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In March the Fed said it would consider other measures, including wage inflation, in charting its campaign. Ms. Yellen suggested she would like to see wages rising at a "normal" pace of about 3 or 4 percent a year.

Mr. Blanchflower and Mr. Posen see an easier answer. Instead of counting heads, policy makers can simply rely on market forces to do the work. Wage inflation, after all, is basically a summary of the balance between supply and demand. Employers raise wages as they find it harder to hire and retain qualified workers, so the market, in effect, is constantly judging the extent of labor market slack.

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"Unlike unemployment, the rate of wage inflation requires less judgment and is subject to less distortion by such factors as inactivity," the paper says. "Unemployment, underemployment of part-timers, long-term unemployment and participation rate reveal their nonstructural component by their influence on wage growth. And that is what the Fed should be trying to stabilize along with prices."

The main objection to this view is not about the accuracy of wage inflation, but about its timeliness. Wages generally are among the last prices to rise during an economic expansion. Prices, in particular, generally rise before wages.

To keep price inflation under control, Torsten Slok, chief international economist at Deutsche Bank Securities, warns that the Fed needs to begin raising interest rates well before wage inflation takes hold. Indeed, he contends the time has already come.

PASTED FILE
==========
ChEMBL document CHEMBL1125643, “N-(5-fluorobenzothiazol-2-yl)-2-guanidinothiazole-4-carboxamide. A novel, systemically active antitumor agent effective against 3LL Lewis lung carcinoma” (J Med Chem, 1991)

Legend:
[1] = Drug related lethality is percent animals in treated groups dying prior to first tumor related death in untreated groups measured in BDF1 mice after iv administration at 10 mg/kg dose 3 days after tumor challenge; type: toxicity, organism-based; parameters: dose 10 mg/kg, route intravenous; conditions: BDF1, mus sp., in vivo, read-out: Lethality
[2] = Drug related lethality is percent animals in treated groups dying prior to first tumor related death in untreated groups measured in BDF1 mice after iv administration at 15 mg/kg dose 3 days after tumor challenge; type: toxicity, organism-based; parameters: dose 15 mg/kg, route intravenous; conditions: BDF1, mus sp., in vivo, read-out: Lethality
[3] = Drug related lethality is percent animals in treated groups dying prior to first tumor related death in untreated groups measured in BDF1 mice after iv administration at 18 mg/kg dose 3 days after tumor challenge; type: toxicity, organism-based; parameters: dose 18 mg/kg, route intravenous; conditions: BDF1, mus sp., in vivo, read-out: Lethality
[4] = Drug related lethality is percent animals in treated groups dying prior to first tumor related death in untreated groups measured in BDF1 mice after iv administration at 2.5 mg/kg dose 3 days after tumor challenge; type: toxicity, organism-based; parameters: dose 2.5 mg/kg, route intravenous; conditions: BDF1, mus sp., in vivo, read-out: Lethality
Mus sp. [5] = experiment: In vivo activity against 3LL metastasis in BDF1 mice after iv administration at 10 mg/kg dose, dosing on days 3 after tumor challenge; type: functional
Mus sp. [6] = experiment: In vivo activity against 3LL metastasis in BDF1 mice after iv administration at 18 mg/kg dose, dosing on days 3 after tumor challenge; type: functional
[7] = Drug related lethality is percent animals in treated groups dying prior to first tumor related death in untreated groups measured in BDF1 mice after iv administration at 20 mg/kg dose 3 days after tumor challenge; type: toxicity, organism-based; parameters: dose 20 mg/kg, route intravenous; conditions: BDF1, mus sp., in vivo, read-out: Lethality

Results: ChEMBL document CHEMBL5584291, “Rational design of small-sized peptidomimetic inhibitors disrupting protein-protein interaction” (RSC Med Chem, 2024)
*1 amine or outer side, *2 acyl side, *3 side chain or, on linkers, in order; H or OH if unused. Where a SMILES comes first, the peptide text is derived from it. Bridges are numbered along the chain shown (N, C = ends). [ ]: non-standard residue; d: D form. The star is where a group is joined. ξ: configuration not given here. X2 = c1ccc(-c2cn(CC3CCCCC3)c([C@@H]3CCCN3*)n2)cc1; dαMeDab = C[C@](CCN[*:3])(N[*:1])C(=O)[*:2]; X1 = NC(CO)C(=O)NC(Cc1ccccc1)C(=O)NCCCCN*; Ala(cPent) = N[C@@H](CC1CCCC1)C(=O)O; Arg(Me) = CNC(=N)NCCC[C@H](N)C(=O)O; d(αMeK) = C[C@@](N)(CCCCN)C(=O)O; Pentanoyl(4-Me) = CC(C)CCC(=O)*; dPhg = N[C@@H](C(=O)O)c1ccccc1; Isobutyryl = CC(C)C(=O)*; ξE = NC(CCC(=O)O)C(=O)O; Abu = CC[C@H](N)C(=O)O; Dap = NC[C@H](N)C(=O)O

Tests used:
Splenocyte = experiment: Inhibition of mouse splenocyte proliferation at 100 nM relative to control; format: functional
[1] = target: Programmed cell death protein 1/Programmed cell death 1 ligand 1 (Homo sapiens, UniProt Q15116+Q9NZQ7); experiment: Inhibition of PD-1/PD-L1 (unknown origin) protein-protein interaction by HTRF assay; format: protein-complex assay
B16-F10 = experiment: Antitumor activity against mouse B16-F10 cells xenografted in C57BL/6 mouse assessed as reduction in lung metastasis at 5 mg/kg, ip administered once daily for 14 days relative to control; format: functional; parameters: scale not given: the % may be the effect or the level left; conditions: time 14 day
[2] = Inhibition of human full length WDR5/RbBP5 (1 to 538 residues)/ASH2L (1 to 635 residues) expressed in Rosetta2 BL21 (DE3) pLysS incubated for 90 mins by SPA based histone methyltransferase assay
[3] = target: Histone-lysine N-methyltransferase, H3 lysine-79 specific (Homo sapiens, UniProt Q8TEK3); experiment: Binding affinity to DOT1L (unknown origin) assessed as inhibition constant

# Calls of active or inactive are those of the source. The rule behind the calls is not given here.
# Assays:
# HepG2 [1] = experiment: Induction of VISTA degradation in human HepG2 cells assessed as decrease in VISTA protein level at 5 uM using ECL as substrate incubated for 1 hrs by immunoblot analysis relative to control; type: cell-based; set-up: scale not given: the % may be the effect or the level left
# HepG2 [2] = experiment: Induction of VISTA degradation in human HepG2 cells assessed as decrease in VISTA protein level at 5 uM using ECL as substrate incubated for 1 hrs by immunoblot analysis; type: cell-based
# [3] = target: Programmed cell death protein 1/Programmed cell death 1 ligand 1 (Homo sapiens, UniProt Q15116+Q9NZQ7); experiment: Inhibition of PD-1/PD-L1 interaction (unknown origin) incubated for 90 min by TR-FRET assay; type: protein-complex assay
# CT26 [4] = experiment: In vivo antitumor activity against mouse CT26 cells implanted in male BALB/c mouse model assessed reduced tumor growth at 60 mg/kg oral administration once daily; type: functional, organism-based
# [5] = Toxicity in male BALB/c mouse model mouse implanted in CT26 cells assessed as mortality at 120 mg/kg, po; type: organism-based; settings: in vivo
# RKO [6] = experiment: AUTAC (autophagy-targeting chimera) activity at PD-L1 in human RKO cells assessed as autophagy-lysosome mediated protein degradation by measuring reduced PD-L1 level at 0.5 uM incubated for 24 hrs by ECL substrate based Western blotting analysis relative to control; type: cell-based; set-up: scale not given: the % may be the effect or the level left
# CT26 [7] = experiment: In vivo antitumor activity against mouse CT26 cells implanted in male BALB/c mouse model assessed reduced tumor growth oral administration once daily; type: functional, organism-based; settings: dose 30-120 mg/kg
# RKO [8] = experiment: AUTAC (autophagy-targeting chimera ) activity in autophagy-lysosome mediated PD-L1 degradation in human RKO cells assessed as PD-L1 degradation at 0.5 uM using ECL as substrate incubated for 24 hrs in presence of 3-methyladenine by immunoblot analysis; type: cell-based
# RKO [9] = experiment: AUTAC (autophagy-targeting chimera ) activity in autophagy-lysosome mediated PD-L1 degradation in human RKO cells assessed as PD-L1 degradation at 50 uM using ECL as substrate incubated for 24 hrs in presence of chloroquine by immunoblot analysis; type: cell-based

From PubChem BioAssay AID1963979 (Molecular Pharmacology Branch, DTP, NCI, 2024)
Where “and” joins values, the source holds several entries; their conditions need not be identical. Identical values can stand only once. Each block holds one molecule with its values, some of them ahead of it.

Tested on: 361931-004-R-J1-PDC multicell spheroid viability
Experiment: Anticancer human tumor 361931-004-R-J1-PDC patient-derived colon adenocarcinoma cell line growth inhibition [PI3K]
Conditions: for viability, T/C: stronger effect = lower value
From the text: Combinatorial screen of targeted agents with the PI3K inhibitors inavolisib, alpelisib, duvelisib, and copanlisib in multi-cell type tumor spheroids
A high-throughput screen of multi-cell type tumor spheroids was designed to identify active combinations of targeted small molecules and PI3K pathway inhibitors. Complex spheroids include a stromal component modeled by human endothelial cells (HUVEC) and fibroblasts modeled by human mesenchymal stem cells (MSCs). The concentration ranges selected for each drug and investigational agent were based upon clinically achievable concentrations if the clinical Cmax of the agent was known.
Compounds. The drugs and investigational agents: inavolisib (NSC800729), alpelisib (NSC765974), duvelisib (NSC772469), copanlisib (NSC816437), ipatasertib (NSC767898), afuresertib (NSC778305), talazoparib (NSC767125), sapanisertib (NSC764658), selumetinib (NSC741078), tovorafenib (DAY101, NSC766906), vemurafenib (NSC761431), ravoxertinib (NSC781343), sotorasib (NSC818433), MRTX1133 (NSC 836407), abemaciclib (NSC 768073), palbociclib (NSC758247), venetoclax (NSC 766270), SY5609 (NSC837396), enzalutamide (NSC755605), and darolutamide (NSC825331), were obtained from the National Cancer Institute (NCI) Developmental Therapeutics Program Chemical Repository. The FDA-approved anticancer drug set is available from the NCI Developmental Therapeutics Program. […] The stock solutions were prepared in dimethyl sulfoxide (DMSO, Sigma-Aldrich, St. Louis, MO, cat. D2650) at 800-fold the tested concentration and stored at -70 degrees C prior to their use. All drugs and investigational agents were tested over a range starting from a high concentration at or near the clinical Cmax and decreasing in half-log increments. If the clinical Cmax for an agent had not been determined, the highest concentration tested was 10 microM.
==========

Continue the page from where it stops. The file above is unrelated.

"If you want to hit inflation on the head, you need a Fed Funds rate that is above 4 percent, say 4.25 percent to create any pressure, and it will take you considerable time to get from zero to 4, and in the meantime you could see very substantial inflation," Mr. Slok said. "You could say that this is too early and we don't know quite yet, but I'm saying that if we run a risk, we run a risk of being behind the curve."

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While Friday's report showed no sign of wage pressures, Mr. Slok said that some alternative measures of wages had started to show an upward trend. "About a year ago or six months ago, there was no sign of wage pressure, but when you look at the data today, some of the measures are starting to point upwards," he said. "If it really is the case that there is so much slack, why are any of these indicators going up?"

But the greater concern about inflation, at the moment, is that prices are rising too slowly. The Fed's favorite inflation index rose just 1.1 percent in the 12 months that ended March 31, the government said on Thursday. That is well below the 2 percent pace the Fed considers healthy.

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Mr. Blanchflower and Mr. Posen have experience as central bankers — they served separately in recent years on the Bank of England's monetary policy committee — and they argue that the greater risk is in failing to do enough about unemployment, in part because that is also the best way to raise inflation back to a healthier pace.

"Pulling back too soon is worse than pulling back too late," Mr. Blanchflower said. "And we won't know what full employment is until we begin to approach it."

By Binyamin Appelbaum, The New York Times